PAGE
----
Black Lawn was presented:
Biography /Autobiography, Herzliya Museum of Contemporary Art, Herzliya, 2005
The installation consists of sculptures and objects.
Sculptures-figures: polyester, fiberglass and pigment. Objects: fiberglass, polyester, metal, iron chains, PVC, wood, perspex, felt, lamp, paper, charcoal, paint, pigment. Dimensions variable.
The installation Black Lawn deals with wild and uncontrolled growth on a background of a deserted place. Two plants present this wild growth. The first is the climbing plant, which stands at the middle of the exhibition, full size, and connects between the gallery’s space on which it climbs and to which we enter through a pink wooden painted wall, and the “installation itself”, composed of a neighborhood of miniature and evacuated buildings, black lawn, lakes-puddles, beehives and three pupa-figures.
The relationship between the spaces is of past-present one. The space in which the exhibition is placed, the gallery’s space, and the pink wooden wall in their full-size represent the present, while the miniature neighborhood – with its images – represents the past.
The houses seem as if empty of all contents, and left like hollowed shells. The deserted neighborhood relates to something that was, but is now lost. The design of the neighborhood is based on hybrid of houses in Nave Shaanan, Haifa (from my past as a child) and those in Tel Aviv (where I live). The “shpritz” plaster on the external walls and the painting of the inside by synthetic-lime reminiscent of the 70th aesthetics in Israel.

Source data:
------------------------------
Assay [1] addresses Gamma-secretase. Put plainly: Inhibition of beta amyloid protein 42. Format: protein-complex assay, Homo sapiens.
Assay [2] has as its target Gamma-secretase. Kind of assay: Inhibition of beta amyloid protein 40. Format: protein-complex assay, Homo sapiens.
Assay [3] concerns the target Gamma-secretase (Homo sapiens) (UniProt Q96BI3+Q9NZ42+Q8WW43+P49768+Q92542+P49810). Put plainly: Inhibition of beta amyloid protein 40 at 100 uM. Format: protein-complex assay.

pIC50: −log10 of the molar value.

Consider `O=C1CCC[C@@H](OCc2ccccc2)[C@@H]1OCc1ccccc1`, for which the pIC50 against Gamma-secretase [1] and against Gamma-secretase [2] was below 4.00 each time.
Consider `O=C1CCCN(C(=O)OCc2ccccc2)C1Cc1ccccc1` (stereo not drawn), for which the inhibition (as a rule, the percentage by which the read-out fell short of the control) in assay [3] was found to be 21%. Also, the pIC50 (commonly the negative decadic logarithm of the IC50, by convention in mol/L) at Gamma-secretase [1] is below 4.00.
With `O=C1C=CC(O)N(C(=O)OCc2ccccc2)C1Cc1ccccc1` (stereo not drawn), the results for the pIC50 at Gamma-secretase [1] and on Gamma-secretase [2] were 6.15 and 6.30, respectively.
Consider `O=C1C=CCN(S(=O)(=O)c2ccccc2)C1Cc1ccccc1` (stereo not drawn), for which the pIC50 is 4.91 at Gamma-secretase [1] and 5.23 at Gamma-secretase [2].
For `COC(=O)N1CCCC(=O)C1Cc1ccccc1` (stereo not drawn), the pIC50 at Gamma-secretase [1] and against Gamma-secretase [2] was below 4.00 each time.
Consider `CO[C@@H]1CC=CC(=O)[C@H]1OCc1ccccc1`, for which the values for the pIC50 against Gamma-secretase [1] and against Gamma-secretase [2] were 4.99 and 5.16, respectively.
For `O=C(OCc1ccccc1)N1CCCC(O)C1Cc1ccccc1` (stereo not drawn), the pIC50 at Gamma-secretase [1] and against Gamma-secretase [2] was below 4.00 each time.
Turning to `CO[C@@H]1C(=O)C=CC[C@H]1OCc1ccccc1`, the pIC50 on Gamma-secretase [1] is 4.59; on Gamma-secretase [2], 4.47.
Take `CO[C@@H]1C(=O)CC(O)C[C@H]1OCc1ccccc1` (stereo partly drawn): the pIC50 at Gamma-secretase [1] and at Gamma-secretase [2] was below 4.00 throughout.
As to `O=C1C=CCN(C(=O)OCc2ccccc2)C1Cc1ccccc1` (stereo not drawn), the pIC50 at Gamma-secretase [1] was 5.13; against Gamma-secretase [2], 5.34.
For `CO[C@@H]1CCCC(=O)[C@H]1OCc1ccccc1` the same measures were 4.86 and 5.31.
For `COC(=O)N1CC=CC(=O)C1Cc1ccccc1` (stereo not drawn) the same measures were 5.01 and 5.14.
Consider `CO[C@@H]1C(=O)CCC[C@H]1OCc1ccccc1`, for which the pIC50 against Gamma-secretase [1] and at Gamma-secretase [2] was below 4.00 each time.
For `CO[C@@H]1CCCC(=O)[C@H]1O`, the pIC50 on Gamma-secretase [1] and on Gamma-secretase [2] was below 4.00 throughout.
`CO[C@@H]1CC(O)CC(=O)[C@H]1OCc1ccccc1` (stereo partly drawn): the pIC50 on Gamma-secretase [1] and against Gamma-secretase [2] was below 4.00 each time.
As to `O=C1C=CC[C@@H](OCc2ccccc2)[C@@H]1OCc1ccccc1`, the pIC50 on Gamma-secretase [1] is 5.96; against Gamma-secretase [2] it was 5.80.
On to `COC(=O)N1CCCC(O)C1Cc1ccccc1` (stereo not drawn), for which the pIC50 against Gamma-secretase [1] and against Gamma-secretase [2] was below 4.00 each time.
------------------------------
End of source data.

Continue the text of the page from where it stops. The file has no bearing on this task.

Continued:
As stated before, there are images of two kinds of plants in the installation. The black lawn for which the exhibition is named and the climbing plant. Both represent a culture of care and tending of the courtyards and gardens of the houses. These plants grew wildly in the exhibition – uncontrolled growth. The climbing plant creeps on and dominates the museum walls as well as on walls of the hollowed neighborhood houses and inside them. It spreads wildly without tending or clipping. The black lawn is not being mowed and thus grows wildly around the pond-puddles and in places not intended for it. The lawn is characterized by its black color that indicates its “unnatural” and unhealthy growth.
The beehives are also scattered in space, placed on the houses as if intent on conquering and presenting another kind of architecture purposed to occupy the neighborhood. In addition to the plants, the beehives bring with them the dimension of danger and seduction, and a measure of fear through parasitism. They emphasize the desertion of the place.
The climbing plant, the lawn and the beehives are aggressive, conquering and killing but simultaneously they produce a vigorous liveliness of growth and a savage beauty.
In addition, there will also be in the exhibition three figures. Two of them are fallen/resting on the floor. The third one has fallen on a black lawn carpet. Their bodies are covered by an ocher colored felt. The head of the figure is big in relation to the covered body, as if it also grew too much. The images seem to be pupas, the body cover indicates the potentiality of the body that intends to come out but its shape is still unknown.
The materials do not carry non-artistic contents. A part of my interest is hiding the material so it will not bring contents and will not arise feelings. The flora is made of paper. From a certain distance it seems real but close by it looks as if colored hurriedly. The pink wall is a tree painting on wood – again in order to hide the real material and produce a mental or a painted suggestion instead of it. So is the rough plaster “Tambourtex” (Shpritz) on the buildings walls in the neighborhood.
The main action that the plants images are made by, is that of practical work. Here it is worth seeing the ties between an action of a practical work and a suffocating action. Actually, the climbing plants image, the parasitism and the action by which it is made are producing a state and experience of suffocation.